The New York Islanders are on target to clinch their second-consecutive playoff berth for the first time since the 2003 and 2004 seasons. Their path to a potential berth has been, to say the least, uneven. One theory posed by someone has injuries playing a big part of their struggles. That person, head coach Jack Capuano.
Capuano feels the team has not gotten the credit they deserve for their 41-win season.
Nobody gives this team any credit, there’s some other teams that have had some significant injuries, they struggled. These guys have struggled, but they’re competing and they’re right in the race. That’s what I like about this group. They’re battling hard every single day [in] practice, games.
It would seem that Capuano is already laying the groundwork for an excuse in case of an early postseason exit, or worst-case scenario failing to secure a playoff berth. This is a card Capuano has rarely played in his six seasons as head coach. Does he have a point? Every team in the league deals with injuries. The President’s Trophy winning Washington Capitals persevered through injuries to John Carlson, Jay Beagle, Brooks Orpik and Marcus Johansson. All missing significant time. Keeping a team healthy is key to a successful season. This is not breaking news.
The Islanders have lost 208 man games to injury, which ranks 17th in the NHL. Four teams (Florida Panthers, Pittsburgh Penguins, St Louis Blues and Tampa Bay Lightning) who if the season ended today would make the playoffs, all have lost more man games to injury than the Islanders. Last season the Islanders had their first 100-point season for the first time since the Reagan administration lost 280 man games to injury, which ranked 10th in the NHL.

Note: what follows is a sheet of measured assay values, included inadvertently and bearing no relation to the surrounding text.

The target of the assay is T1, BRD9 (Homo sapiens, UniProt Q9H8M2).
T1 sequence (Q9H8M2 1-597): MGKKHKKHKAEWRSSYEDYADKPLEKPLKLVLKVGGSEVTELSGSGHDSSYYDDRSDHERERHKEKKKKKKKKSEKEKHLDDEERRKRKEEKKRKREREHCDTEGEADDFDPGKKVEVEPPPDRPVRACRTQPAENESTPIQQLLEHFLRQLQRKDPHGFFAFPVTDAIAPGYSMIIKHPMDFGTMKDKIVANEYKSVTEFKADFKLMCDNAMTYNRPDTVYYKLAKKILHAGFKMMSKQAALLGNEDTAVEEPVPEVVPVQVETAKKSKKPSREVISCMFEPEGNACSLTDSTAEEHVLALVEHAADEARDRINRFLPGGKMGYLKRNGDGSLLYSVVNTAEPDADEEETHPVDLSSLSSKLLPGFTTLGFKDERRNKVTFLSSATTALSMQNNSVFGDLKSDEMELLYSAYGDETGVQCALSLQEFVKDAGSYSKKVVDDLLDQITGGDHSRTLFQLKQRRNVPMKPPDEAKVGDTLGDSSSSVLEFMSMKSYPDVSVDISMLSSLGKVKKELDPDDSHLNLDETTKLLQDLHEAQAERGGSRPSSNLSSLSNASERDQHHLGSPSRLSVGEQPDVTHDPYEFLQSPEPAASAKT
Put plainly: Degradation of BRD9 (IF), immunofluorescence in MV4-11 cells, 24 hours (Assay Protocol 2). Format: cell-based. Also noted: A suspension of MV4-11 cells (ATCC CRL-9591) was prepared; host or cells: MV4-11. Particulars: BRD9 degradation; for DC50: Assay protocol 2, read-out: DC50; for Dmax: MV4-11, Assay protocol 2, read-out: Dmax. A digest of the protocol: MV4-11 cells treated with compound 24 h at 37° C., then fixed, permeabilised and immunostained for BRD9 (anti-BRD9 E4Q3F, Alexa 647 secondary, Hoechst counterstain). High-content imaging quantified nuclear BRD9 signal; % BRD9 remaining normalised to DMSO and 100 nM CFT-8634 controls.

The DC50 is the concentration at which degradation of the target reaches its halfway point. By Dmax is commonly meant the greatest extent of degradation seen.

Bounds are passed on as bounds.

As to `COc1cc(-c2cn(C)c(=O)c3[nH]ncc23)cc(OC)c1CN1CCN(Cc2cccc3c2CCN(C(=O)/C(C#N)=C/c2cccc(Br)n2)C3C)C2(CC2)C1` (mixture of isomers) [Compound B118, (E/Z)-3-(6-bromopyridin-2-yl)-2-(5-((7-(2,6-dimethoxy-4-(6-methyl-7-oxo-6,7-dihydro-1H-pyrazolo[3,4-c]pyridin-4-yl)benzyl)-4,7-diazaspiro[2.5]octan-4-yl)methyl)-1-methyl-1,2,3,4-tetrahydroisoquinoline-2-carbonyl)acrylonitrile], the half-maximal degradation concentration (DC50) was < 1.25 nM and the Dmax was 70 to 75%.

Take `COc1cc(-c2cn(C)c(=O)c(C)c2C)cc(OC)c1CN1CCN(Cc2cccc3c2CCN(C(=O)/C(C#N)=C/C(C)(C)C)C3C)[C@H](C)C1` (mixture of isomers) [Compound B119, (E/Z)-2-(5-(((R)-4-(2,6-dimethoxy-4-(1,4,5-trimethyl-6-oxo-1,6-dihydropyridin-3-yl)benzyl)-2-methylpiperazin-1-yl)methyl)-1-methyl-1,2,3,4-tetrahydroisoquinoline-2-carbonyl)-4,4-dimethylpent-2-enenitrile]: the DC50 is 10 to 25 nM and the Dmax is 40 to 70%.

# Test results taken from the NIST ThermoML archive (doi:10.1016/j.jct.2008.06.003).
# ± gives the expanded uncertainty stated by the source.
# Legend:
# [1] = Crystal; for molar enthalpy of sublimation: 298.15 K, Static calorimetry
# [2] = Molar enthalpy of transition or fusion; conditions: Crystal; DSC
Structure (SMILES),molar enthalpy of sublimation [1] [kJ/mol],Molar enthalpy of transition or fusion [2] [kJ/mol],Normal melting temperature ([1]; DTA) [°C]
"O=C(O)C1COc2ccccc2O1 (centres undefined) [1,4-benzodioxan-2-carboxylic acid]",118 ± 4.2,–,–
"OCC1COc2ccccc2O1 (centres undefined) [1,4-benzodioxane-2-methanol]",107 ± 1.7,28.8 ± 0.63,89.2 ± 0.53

In three weeks, the Islanders have gone from competing for home ice in the first round of the playoffs with the Rangers to wild-card status in the Eastern Conference. The Pittsburgh Penguins, who lost Evgeni Malkin on March 12th for six-to-eights have leapfrogged the Islanders in the standings. Capuano cited injuries to goalie Jaroslav Halak, center Mikhail Grabovski and defensemen Marek Zidlicky and Adam Pelech for their struggles.
Lets start with Halak, who suffered a groin injury March 8th against the Penguins and is out until the second round of the playoffs. New York had the luxury of inserting Thomas Greiss into the lineup. Greiss is having a career season. He has set career highs with 20 wins in 34 starts and currently fourth in the league with a .925 save percentage. There were times this season that Greiss even supplanted Halak as the team’s number one goalie. To soften the blow of Halak’s loss even more has been the emergence of Jean-Francois Berube, who was claimed off of waivers from the Los Angeles Kings prior to the start of the season. Berube is 3-1-1 in his five starts with a 2.30 GAA and .927 save percentage.
Grabovski has been a disappointment since signing a 4-year contract worth $20 million dollars back on July 1, 2014. Grabovski has been out since March 17th with concussion-like symptoms. The 32-year-old has missed 17 games this season. He missed 31 games a season ago. Grabovski has scored a total of 18 goals in 108 games with the Islanders.
Zidlicky was brought in as a replacement to Lubomir Visnovsky to provide a spark to the power play. He has done little to do that and is a defensive liability. Rookie Adam Pelech played just seven games in his young NHL career and has been out since January 17th with an illness. Pelech has resumed practicing and could be sent to Bridgeport for a conditioning stint.
New York has five players (Nick Leddy, Nikolay Kulemin, Anders Lee, Matt Martin and Frans Nielsen) who have played in all 75 games this season. Brock Nelson has played 74 games and was a healthy scratched for one. Last season just three (John Tavares, Kulemin and Nelson) played in all 82 games.
The team also has dealt with injuries to Travis Hamonic, Johnny Boychuk and John Tavares, who missed three games in November with the flu. Hamonic missed four games and Boychuk missed 11 games this season after suffering a shoulder injury New Year’s Eve in Buffalo. If Boychuk plays the final eight games he will play in 72 games, the same amount as last season.
Whether Capuano truly believes his comments or is using them as motivation for his players remains to be seen. Truly the only way the Islanders will get the recognition that Capuano feels they deserve is to advance in the playoffs for the first time since 1993.